Java-based Hologram Formula Calculator
This project consists of a Java-based hologram formula calculator,
using the grating equation (sine-theta equation) and the 1/R equation.
The following list of variables can be selected for recalculation
based on the rest of the variables. Adjusting any value in the
display, except the ones being recalculated, will cause the
beams to change based on the new settings. Changes in the dependent
variable in the equation will be ignored and readjusted when the
"recalculate" button is clicked.
The left hand (blue) window shows the construction phase of
building a hologram.
Here, you can position the object beam and the reference
beam, as well as change the reference beam's wavelength. The
right hand (red) window shows the playback phase. Here, you
can position the illumnation beam and the virtual image
beam, as well as change the illumnation beam's wavelength. The
two equations used to calculate the values are:
- Reference beam position
- Object beam position
- Illumination beam position
- Virtual image position
The display will automatically update when a recalculation is
performed by pressing the "recalculate" button. Enhancements since the
demo include the removal of the restriction on theta for all beams -
any beam can now exist at any angle - and the addition of beam labels
on the display, identifying each beam and giving its x and y
coordinates in screen space. For angles, the x axis is 0, negative is
above the x axis, and positive is below the x axis. For R's, positive
is in the initial quadrant of the angle, negative in the diagonally
opposite. Clicking on the "reset" button will reset the values to
- Netscape may not draw the display correctly the first time - clicking
the "recalculate" or "reset" button should fix this.
- I'm not sure how to adjust the fonts based on applet size, so in a
smaller window, you might not see the entire label for each box. It
works correctly on larger displays.
- This version is currently under development. I'm working on adding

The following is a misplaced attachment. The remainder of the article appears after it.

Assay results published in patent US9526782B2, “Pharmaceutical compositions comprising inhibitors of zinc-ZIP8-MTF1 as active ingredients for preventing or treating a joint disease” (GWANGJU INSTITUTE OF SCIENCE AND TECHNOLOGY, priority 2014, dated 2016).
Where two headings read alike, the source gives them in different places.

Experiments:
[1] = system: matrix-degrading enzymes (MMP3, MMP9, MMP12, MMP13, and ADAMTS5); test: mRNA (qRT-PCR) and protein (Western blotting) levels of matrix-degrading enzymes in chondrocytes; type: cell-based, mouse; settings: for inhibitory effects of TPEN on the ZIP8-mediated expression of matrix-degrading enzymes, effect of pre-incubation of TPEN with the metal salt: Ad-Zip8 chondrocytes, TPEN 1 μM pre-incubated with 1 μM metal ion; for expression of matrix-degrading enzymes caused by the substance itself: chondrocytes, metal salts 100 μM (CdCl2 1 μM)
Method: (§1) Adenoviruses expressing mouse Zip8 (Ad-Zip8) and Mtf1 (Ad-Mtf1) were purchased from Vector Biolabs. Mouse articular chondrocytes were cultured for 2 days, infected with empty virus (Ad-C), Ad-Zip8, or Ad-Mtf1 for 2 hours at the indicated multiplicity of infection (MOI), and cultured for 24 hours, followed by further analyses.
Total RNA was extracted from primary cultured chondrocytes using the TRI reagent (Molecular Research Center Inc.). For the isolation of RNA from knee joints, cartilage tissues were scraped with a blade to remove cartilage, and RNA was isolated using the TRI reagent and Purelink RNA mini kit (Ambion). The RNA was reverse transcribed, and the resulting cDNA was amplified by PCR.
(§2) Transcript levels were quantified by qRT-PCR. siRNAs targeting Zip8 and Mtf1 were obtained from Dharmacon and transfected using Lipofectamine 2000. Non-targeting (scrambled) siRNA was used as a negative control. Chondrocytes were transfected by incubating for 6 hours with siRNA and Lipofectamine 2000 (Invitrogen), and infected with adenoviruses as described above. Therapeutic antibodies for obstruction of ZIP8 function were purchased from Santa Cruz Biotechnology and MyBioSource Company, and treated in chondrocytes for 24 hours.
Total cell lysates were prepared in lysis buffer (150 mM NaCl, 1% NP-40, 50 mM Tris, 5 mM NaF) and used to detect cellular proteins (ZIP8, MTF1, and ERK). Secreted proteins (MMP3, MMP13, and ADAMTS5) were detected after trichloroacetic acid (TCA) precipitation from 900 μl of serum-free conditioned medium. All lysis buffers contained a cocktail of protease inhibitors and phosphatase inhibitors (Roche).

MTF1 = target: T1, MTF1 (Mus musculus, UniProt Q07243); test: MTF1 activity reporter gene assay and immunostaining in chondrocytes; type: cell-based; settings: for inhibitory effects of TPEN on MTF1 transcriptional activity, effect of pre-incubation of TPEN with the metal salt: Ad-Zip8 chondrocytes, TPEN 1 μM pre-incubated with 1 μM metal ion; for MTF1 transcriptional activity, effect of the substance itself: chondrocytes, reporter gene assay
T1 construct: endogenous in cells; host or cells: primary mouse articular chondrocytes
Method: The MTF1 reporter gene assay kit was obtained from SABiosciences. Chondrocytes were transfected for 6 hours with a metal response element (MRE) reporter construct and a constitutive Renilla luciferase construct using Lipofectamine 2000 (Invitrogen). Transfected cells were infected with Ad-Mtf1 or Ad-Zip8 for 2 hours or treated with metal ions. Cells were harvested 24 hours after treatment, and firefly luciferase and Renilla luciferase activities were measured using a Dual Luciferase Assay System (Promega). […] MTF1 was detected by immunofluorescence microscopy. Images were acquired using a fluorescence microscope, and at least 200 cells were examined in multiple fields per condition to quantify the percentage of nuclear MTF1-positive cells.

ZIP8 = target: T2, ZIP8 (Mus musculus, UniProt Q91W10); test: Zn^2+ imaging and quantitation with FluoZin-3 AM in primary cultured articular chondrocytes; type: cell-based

drag 'n' drop of the beams, so please don't click in the windows that
display the beams - it doesn't work yet. Doing so will cause the
display to change erratically, but not the values in the boxes. If you
inadvertently do this, hitting "recalculate" will fix it.
- Two panes: I chose to display the construction and playback
scenarios in different panes to emphasize that they are two separate
phases. While the ideal situation would be to give the user a choice
(isn't it always?), it would have added another complexity to an
already difficult task.
- R/Theta vs. X/Z: I personally find the R/Theta system more
intuitive for thinking about beams. Additionally, there is already a
lot of information at the bottom, and adding another set of boxes
would have made it more cluttered. I preferred to leave as much of the
screen as possible for the actual drawings. However, each beam does
have a label which displays its screen coordinates, and when I
implement the drag and drop, it will use those coordinates.
- Java vs. X (the variable, not the window system): I chose
to do this project in Java for many reasons. It gave me a chance to
learn a new language, which I'm always happy to do (it's been a
productive semester - I learned Perl too!). It also makes the project
easily accessible to others, as it's the only web-based programming
language around. I'm a bit (okay, a lot) of an exhibitionist when it
comes to my work, so this was a natural choice. The object oriented
nature of Java lends itself well to this sort of problem solving,
though I defeated the purpose MANY times in my blundering through. It
could have been much more concise, and next time, it will be.
- Text-based vs. drag 'n' drop: There are two reasons why I
left out the drag 'n' drop aspect. 1) It was too hard. I started to do
it, couldn't get it to work, and ditched it. 2) In addition to
capturing the events necessary to get it to work, it would involve a
lot of conversion between integers (which the graphics aspect uses)
and doubles (which the calculator itself uses). Since I didn't
implement the whole thing in the right way, doing this conversion
would be difficult. When I finally do get around to it, it will
involve restructuring the whole thing so that the methods contained in
the objects themselves will take care of the math problems.
I'm very happy with the way this project turned out. As a newcomer to
OOP, Event-driven UI's, and Java itself, I'm pleased with the results.
If I were to start again, I probably would have designed it
differently, given what I now know about Java. However, it works.
Enhancements that I will eventually get to are futher error checking,
drag 'n' drop of the beams themselves, a more customizable UI, and
more dimensions. If nothing
else, it's certainly made it easier to visualize the effects of
changing the variables in a holo-system.
* Click here for 640
x 480 displays.
* Click here for 800
x 600 displays.
* Click here for 1024
x 768 displays.
* Click here for source code.
Send mail to Adam